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A Journey into the Snowy Mountains

Updated: Feb 6

Ever since I was a little girl reading "The Silver Brumby" I wanted to visit the Brumbies of the South.


Having grown up with, around, and on horses, I must say it was an amazing thing to see a Wild Horse, for the most part untouched by man, in its natural environment.


I decided perhaps 2 or so weeks ago that I would pack up my newly acquired (and relatively untested) 4WD "Nudge" and take off on a 5 day trip to see the Brumbies, around 6 hours South of me.


Taking Nudge on the first trip

Now, shopping and packing for 5 days of camping; simple right? To be honest I had been "collecting" things for the past 2 months, but typically I left the most important thing (a power supply) until the last minute. Now I can tell you right now, I know more than the average person about some things that I never thought I'd need to know about; cars, batteries, car fridges, battery set-ups, solar panels, did I say batteries?

All set up and off I was!!

3 hours into the trip an amber "check engine" light came on. Close by was the iconic "Dog on the Tuckerbox" tourist attraction, so I pulled in and proceeded to beg mechanics to squeeze in one last job for the day. Shout out to the local mechanic in Gundagai who took a look at my car, reset a few codes and reassured me that in future "amber is ok, red means stop".


On the road to Gundagai

Now, about the Dog on The Tuckerbox, I feel that might need some explaining to the people not familiar with this statue.. The statue was inspired by a bullock driver's poem, Bullocky Bill, which celebrates the life of a mythical driver's dog that loyally guarded the man's tuckerbox (Australian English for lunch box) until death.



Now, after some hasty googling on the side of the road, (bored while waiting for the mechanics verdict) I know realised I needed two things in the imminent future, a place to stay for the night, and a National Parks entry permit to actually enter the park.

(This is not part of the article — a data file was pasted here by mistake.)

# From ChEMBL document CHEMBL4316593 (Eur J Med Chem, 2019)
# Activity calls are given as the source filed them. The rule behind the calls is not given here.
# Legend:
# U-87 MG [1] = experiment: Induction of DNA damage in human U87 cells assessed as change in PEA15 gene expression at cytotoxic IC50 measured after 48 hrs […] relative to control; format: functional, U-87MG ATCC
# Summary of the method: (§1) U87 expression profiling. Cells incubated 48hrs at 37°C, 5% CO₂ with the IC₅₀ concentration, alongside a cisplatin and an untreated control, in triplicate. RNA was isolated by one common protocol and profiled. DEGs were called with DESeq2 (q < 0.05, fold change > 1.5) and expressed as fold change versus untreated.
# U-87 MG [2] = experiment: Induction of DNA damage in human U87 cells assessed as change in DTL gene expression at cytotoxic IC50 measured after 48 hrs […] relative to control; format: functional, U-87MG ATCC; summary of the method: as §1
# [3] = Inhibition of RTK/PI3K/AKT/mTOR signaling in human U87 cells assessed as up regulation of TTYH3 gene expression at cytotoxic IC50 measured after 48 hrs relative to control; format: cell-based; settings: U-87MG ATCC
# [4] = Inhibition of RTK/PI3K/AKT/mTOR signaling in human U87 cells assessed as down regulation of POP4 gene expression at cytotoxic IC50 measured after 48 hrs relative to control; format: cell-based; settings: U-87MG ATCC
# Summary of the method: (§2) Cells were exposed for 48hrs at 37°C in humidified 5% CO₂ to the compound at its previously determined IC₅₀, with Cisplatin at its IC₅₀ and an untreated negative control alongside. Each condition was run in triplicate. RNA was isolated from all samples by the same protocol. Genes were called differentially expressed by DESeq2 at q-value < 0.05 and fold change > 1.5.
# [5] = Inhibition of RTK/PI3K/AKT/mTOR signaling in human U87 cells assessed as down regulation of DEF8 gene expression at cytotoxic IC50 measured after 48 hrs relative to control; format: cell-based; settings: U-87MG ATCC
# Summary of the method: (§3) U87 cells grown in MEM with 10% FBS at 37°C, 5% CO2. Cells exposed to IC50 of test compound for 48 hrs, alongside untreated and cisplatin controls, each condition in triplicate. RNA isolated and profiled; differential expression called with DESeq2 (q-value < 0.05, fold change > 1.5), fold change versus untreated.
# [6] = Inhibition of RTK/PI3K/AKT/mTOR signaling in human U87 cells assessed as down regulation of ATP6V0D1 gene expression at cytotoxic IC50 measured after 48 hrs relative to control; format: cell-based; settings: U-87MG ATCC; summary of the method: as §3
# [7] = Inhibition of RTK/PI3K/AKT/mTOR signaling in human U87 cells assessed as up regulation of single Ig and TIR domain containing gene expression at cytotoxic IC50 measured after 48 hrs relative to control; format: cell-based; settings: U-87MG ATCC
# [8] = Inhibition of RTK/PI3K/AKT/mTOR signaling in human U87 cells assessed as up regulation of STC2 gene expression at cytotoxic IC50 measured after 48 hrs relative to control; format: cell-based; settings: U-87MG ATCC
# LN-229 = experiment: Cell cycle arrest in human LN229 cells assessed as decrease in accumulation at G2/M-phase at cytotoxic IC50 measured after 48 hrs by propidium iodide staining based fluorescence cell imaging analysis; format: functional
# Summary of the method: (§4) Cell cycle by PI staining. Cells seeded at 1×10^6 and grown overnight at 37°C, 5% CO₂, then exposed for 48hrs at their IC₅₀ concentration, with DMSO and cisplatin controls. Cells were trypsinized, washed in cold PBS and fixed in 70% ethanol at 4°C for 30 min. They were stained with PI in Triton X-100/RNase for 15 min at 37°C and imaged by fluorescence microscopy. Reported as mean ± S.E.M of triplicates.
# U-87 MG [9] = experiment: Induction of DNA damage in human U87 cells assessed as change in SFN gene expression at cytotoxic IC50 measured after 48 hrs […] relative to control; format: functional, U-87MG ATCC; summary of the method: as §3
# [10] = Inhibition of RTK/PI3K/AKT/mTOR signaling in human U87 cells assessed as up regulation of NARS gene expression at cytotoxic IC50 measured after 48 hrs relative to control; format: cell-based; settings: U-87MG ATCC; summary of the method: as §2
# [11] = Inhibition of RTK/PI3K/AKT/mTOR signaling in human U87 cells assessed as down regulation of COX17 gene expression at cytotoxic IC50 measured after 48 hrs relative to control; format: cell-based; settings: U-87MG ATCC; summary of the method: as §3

While my style does to tend to lean towards "winging it", it probably would have been handy to have pre-planned these things. In saying that, did I organise the second nights camp-site then and there? I think we know the answer to that.


Humes Crossing, Blowering Dam

My first night camping I stayed at Humes Crossing on the Blowering Dam, what a magical place! I must say I was quite impressed that I had managed to pack in my car everything I needed to make it a comfortable experience.

Photo's before setting up of course, the scenery was amazing.




Takeaway from my first night camping? Don't set your tent up on a hill. I spent the night wondering if it was better to have all the blood in my head or in my feet, at one point I even switched it up and definitely had more blood on the left side of my body..


Day two was a visit to the Yarrangobilly Caves, which only a year ago saw the same terrible fires sweep through that the nearby to me Blue Mountains experienced. This place is a must see, the caves themselves are amazing, as is the landscape. The hot springs I'm sure were also great, however halfway down the rather steep hill my inner voice kicked in and reminded me I would have to walk back up. Maybe next time..


Looking down into a small stream, that runs through the valley

Recovering after the fires

South Glory Cave

Struggling to keep going after being badly burnt

Some scenes from Yarrangobilly Caves

Very beautiful Australian scenes here at Yarrangobilly

The valley was covered in these dainty little yellow flowers

A must visit for the Caves, but also for the beautiful Wildflowers